-More extensively processed to remove fats and carbohydrates, yielding a protein content of around 90% or more.
-Ideal for those aiming to minimize calorie intake while maximizing protein content.
-Rapidly absorbed, making it a popular choice for post-workout recovery.

c. Whey Protein Hydrolysate (WPH)
-Subjected to partial hydrolysis, which predigests the protein into peptides for faster absorption.
-Offers the advantage of being easier on the digestive system.
-Often used in medical protein supplements and infant formulas due to its hypoallergenic properties.

Ideally, the best time to consume whey is within an hour after a workout with an ideal dosage of 20g[2]. However, this dosage is for people that have the training or exercising regularly.

Consult a doctor to ascertain the perfect dosage for you based on your routine, diet and body type.

2. Casein Protein

Casein Protein is the primary protein present in milk. Unlike whey protein, casein has a slow absorption rate which acts as a deterrent to building muscle quickly[3]. Nevertheless, its main advantage is that its effects on the body last for a longer duration compared to whey protein. Therefore, it is widely used as meal replacement shakes such as some people consume it for breakfast to fuel their daily routine or have it just before sleeping.

3. Soy Protein

Soy protein is a vegan protein; therefore, it is perfect for people who are lactose intolerant and those who are vegan. Defatted and dehulled ground soybeans are the main ingredients of soy protein. However, soy protein too, like casein protein,  is not absorbed quickly. Instead, the digestion rate is even lower than that of casein protein. Nevertheless, soy protein contains the amino acids arginine and glutamine in greater quantity compared to other types of proteins. Regarding supplements for maintaining or building muscle derived from plants, it is considered highly effective.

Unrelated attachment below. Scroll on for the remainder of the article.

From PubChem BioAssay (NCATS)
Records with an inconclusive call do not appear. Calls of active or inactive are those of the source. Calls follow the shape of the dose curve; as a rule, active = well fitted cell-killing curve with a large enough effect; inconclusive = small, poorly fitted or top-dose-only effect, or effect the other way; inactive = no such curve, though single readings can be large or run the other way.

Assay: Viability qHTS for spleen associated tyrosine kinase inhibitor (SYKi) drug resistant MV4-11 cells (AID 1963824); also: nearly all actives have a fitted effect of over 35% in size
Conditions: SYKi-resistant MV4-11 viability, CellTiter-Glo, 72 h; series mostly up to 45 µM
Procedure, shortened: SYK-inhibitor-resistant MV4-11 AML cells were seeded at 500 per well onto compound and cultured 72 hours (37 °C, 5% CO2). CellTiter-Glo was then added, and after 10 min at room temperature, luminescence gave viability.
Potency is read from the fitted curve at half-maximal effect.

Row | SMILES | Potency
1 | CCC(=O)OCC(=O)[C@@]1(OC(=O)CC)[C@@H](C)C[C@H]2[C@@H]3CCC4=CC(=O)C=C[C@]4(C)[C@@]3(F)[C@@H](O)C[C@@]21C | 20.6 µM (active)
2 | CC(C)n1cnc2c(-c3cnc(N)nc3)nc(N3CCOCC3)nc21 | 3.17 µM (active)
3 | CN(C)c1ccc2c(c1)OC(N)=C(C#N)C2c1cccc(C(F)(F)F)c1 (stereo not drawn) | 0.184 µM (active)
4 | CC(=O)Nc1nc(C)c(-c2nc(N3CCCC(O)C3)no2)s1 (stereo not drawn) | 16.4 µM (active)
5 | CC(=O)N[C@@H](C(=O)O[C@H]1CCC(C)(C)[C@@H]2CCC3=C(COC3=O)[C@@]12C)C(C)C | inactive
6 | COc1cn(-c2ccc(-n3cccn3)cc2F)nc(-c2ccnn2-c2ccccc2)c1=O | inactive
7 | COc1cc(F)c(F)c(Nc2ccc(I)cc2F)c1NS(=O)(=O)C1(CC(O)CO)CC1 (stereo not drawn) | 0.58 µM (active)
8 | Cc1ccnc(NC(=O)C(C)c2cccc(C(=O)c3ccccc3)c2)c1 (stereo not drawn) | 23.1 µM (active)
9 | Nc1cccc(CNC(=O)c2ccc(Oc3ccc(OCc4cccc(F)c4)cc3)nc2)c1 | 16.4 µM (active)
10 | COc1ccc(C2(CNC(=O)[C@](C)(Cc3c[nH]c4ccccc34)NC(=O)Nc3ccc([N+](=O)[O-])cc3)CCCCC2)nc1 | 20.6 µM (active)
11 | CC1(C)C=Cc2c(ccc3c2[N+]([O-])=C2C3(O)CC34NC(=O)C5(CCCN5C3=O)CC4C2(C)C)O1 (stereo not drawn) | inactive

4. Pea Protein

Yellow pea is the source of pea protein. One of the best attributes of pea protein is its digestibility compared to other proteins derived from plants. Therefore, it is an excellent option for someone with a weak digestive system, who is lactose intolerant or has problems with soy.

However, despite the advantages of pea protein, it also has a few glaring drawbacks. One of the most glaring drawbacks is that it does not have all the essential amino acids that casein protein and whey protein have. Therefore, it is not identified as a complete protein[3]. Nevertheless, combining pea protein with other proteins derived from plants will transform it into a complete protein.

5. Egg White Protein

As the name suggests, this protein powder is made from dried egg whites. One of the main qualities of egg white protein powder is that the digestion rate is higher than casein protein but lower than that of whey protein. However, egg white protein is less effective regarding the synthesis of muscle protein when compared to casein or whey protein. It is effective as a meal replacement substitute, especially before bed. Furthermore, egg white protein can be combined with another protein powder to ensure additional benefits. However, it is recommended that you consult a doctor before doing so to ensure that you have the perfect combination according to your body, diet, and routine.

6. Rice Protein